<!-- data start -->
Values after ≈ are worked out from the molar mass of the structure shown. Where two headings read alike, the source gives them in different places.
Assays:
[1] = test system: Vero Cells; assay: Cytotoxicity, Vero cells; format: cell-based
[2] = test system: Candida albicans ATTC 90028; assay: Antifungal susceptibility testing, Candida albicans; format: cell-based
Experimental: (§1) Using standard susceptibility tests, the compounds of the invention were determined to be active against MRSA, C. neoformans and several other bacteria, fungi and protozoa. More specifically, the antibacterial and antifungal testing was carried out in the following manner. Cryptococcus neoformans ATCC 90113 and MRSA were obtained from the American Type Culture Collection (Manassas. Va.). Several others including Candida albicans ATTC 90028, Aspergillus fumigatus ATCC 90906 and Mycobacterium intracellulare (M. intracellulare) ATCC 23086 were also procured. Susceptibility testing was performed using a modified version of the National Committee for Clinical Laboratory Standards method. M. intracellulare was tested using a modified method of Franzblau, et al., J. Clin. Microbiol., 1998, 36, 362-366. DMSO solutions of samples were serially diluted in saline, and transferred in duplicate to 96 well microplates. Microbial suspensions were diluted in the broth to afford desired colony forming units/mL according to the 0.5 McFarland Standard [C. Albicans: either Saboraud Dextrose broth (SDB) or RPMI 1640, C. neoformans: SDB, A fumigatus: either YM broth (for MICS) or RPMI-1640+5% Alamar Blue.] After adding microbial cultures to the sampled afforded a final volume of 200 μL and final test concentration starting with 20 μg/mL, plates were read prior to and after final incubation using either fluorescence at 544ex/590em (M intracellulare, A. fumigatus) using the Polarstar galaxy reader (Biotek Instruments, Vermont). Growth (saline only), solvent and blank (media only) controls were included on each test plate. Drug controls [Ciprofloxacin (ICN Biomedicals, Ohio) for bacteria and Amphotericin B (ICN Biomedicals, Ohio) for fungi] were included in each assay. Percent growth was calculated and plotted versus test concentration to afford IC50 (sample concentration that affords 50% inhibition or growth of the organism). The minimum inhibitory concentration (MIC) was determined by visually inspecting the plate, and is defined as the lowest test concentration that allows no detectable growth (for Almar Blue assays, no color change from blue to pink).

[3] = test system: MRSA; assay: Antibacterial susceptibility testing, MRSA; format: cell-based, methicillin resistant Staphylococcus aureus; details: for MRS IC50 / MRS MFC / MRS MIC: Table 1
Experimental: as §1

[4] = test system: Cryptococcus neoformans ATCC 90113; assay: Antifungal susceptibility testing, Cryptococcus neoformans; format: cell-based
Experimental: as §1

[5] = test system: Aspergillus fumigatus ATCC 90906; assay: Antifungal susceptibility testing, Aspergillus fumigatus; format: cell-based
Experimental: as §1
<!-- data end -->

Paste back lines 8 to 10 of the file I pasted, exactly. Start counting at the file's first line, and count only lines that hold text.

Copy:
[4] = test system: Cryptococcus neoformans ATCC 90113; assay: Antifungal susceptibility testing, Cryptococcus neoformans; format: cell-based
Experimental: as §1

[5] = test system: Aspergillus fumigatus ATCC 90906; assay: Antifungal susceptibility testing, Aspergillus fumigatus; format: cell-based